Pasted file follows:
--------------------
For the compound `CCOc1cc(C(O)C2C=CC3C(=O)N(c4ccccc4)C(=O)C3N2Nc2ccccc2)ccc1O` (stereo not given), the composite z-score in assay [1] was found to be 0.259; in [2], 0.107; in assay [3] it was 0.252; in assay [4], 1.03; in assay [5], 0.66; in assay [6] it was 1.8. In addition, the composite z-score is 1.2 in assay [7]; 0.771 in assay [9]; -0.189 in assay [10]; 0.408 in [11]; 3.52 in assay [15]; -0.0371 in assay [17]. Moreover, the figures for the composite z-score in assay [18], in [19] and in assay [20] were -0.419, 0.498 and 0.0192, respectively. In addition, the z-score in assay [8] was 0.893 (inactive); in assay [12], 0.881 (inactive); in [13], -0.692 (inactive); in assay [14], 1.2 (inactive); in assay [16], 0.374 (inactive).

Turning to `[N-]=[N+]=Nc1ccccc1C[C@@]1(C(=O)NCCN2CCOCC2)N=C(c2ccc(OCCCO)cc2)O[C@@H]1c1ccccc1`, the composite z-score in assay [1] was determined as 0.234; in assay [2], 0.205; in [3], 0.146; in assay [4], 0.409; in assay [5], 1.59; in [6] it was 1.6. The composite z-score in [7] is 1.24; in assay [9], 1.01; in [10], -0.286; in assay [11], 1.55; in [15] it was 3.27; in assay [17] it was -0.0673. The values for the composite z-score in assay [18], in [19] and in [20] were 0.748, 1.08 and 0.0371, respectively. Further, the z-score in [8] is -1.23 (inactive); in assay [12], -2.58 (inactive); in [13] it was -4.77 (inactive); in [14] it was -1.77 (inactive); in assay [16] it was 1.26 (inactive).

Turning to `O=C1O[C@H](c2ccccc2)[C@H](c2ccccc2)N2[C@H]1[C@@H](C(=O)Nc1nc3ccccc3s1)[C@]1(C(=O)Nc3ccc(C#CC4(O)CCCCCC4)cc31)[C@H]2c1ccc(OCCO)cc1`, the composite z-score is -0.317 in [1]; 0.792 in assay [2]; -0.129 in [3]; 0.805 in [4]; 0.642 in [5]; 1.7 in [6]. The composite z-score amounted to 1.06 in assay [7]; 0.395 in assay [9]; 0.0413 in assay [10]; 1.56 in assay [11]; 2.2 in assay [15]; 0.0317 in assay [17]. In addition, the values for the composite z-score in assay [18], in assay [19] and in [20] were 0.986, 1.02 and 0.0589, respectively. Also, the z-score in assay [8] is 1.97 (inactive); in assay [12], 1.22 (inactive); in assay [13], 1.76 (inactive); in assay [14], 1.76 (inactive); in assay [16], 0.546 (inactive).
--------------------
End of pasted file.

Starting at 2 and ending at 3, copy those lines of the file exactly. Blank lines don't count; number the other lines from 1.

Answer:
Turning to `[N-]=[N+]=Nc1ccccc1C[C@@]1(C(=O)NCCN2CCOCC2)N=C(c2ccc(OCCCO)cc2)O[C@@H]1c1ccccc1`, the composite z-score in assay [1] was determined as 0.234; in assay [2], 0.205; in [3], 0.146; in assay [4], 0.409; in assay [5], 1.59; in [6] it was 1.6. The composite z-score in [7] is 1.24; in assay [9], 1.01; in [10], -0.286; in assay [11], 1.55; in [15] it was 3.27; in assay [17] it was -0.0673. The values for the composite z-score in assay [18], in [19] and in [20] were 0.748, 1.08 and 0.0371, respectively. Further, the z-score in [8] is -1.23 (inactive); in assay [12], -2.58 (inactive); in [13] it was -4.77 (inactive); in [14] it was -1.77 (inactive); in assay [16] it was 1.26 (inactive).

Turning to `O=C1O[C@H](c2ccccc2)[C@H](c2ccccc2)N2[C@H]1[C@@H](C(=O)Nc1nc3ccccc3s1)[C@]1(C(=O)Nc3ccc(C#CC4(O)CCCCCC4)cc31)[C@H]2c1ccc(OCCO)cc1`, the composite z-score is -0.317 in [1]; 0.792 in assay [2]; -0.129 in [3]; 0.805 in [4]; 0.642 in [5]; 1.7 in [6]. The composite z-score amounted to 1.06 in assay [7]; 0.395 in assay [9]; 0.0413 in assay [10]; 1.56 in assay [11]; 2.2 in assay [15]; 0.0317 in assay [17]. In addition, the values for the composite z-score in assay [18], in assay [19] and in [20] were 0.986, 1.02 and 0.0589, respectively. Also, the z-score in assay [8] is 1.97 (inactive); in assay [12], 1.22 (inactive); in assay [13], 1.76 (inactive); in assay [14], 1.76 (inactive); in assay [16], 0.546 (inactive).